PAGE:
Krzysztof Kowalski’s work, Dripping Fragrance was one of the 42 out of 5635 entries to be shortlisted for the Jackson’s Painting Prize this year. In this work, brilliant, light drenched watercolour lilies cover the entire surface of the paper, and, like most of Krzysztof’s flower studies, they’re painted so up close it really does give you the feeling that you’ve stopped to smell the flowers. Here, he talks about his journey from beginning to paint with watercolour through to teaching how to do it. He also offers some practical techniques for watercolourists and shares his preferred materials.
Above image: Amethyst Iris, 2019, Krzysztof Kowalski, Watercolour on paper, 38.5 x 26 cm
Clare: Can you tell us about your artistic background/education?
Krzysztof: My education is not connected with art at all. I did two major degrees, the first one in Indonesian-Malaysian Philology (languages and cultures of Indonesia and Malaysia) and the second one in social readaptation. When it comes to art I’m completely self-taught and it has always been there in my life. In my free time I drew and painted with any tools I had. I also played on the piano which is my second passion, however, I never thought about studying art. I was born in a small town and the idea of being an artist and making a living from art was very distant and elusive. Nowadays I know it is possible, but I guess I needed to move to a bigger city and wait for the right moment to make the decision to start my career as an artist. The fun fact is that I actually started painting with watercolours in 2012 and I never thought I could teach watercolour painting one day. I launched my online school in January 2019. It was a very difficult, but the best decision in my life.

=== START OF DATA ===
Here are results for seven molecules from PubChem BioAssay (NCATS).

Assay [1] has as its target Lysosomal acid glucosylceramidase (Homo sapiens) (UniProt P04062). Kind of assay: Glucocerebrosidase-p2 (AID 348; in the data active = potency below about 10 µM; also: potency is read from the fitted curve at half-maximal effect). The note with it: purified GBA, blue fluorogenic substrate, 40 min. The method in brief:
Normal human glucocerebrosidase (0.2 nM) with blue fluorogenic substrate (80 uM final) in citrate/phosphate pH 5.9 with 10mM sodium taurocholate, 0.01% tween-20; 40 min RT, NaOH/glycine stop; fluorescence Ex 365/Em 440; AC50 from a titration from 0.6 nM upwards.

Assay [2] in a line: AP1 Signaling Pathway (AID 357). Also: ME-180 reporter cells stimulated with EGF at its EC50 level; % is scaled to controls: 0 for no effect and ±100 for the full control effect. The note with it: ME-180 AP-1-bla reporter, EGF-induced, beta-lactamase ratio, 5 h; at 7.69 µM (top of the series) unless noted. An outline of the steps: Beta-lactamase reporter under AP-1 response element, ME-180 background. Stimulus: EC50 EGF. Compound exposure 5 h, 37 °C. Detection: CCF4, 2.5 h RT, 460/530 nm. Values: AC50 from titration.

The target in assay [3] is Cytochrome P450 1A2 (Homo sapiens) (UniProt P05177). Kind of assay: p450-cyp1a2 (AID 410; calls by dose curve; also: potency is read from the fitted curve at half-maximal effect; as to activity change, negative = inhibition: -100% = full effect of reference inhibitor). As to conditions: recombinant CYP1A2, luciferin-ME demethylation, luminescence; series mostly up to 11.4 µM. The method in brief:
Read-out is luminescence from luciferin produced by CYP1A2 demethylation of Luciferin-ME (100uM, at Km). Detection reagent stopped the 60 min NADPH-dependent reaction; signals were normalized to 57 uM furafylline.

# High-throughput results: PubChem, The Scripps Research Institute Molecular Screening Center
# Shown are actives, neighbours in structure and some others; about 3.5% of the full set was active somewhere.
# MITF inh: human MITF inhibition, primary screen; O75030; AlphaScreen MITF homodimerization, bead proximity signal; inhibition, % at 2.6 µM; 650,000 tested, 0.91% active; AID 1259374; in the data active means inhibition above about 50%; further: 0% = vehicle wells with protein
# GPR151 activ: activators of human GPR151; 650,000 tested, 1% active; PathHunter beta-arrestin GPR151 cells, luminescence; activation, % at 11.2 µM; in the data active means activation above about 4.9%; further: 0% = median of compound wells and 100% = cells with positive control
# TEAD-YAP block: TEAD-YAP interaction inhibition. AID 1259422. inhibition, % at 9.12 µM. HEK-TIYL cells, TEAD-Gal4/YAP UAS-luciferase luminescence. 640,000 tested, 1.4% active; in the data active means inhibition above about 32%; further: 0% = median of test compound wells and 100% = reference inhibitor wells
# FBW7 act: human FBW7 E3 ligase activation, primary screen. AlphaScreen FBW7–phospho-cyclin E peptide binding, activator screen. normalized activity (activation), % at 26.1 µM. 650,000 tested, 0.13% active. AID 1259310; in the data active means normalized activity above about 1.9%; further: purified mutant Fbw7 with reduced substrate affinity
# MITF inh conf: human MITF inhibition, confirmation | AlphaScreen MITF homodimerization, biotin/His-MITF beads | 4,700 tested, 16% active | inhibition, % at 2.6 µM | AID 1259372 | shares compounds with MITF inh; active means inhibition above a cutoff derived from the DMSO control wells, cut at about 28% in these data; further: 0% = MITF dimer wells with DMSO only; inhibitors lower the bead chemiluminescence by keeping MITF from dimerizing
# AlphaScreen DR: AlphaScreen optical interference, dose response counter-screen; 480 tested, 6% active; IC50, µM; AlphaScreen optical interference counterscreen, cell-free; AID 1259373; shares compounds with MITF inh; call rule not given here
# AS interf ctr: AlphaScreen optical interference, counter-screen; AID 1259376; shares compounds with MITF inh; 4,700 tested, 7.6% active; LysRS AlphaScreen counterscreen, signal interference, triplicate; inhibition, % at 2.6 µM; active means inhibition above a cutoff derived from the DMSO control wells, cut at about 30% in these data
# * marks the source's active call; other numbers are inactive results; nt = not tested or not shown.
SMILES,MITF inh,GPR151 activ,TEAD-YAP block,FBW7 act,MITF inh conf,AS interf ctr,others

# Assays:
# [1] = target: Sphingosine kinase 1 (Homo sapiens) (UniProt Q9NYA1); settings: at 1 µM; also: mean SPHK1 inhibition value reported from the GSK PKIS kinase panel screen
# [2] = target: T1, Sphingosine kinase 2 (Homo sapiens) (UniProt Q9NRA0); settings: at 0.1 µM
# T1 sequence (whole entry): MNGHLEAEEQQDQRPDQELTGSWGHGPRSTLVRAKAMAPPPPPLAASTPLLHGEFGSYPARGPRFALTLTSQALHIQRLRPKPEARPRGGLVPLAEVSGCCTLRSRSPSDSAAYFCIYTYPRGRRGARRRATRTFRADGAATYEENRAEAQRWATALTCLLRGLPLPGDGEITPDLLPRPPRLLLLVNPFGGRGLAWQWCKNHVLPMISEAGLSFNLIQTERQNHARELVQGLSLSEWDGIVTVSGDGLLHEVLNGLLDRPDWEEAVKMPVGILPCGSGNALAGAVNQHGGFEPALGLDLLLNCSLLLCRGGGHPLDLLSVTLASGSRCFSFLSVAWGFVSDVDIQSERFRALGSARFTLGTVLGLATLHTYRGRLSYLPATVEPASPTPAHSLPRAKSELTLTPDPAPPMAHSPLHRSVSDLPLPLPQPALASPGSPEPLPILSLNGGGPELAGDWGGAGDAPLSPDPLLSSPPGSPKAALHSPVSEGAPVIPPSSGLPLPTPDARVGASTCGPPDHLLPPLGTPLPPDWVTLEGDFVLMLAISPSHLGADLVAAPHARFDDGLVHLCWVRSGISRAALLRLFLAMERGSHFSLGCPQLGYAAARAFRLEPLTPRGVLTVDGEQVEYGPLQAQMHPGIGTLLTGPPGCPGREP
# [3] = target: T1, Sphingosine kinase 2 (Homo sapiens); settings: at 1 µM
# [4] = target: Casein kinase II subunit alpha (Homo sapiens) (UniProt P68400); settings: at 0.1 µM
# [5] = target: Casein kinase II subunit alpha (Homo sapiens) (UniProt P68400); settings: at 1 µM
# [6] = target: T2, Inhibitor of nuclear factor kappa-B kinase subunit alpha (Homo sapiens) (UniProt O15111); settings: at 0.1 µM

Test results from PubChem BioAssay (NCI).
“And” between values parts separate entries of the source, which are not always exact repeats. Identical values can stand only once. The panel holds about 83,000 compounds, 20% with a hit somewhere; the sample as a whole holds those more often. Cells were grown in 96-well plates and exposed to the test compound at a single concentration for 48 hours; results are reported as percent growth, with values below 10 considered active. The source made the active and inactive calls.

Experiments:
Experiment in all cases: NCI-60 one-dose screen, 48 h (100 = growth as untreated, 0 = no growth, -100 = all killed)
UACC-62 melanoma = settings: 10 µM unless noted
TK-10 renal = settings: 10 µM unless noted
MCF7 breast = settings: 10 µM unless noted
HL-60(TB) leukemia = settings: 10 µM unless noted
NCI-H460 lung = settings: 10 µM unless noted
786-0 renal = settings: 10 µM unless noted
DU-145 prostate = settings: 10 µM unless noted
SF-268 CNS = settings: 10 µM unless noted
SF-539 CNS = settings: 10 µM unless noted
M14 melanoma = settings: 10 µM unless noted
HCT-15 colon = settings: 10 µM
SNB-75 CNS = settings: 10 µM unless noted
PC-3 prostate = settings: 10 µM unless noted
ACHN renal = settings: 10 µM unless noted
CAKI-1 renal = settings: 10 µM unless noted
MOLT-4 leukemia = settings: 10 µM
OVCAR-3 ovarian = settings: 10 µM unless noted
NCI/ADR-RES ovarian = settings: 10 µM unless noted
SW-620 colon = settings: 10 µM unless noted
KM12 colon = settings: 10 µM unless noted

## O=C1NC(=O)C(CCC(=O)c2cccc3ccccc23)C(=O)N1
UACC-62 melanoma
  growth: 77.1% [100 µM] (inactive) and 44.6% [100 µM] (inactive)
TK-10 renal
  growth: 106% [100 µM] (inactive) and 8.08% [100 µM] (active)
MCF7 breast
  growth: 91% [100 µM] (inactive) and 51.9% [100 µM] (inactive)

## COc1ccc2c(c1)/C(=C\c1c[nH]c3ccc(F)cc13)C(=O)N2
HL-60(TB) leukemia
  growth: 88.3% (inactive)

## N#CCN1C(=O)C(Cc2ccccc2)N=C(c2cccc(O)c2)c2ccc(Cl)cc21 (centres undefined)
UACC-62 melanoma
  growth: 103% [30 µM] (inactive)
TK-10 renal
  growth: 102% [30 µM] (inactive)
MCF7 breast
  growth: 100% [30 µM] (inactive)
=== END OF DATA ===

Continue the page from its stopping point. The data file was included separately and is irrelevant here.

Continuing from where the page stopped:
Clare: Where does a painting begin for you? Can you take us through your process?
Krzysztof: My painting process begins at the stage of taking a photo of my subject. An inspiration can come anywhere and anytime. It happens within seconds. Something catches my eyes or not. If it does, I create a possible painting in my imagination. At the stage of taking a photo I try to think about composition and tonal values. My favourite subject to paint is flowers. I have a huge collection of flower photos, but any other subject can draw my attention. Very often it’s a matter of the way light and shadows affect a subject.
I think the most important element of a painting is a wide range of tonal values. It allows you to create a painting with a strong eye-catching effect. If I capture in a photo that striking interplay between lights and darks it is very likely that one day I will create a painting based on that photo.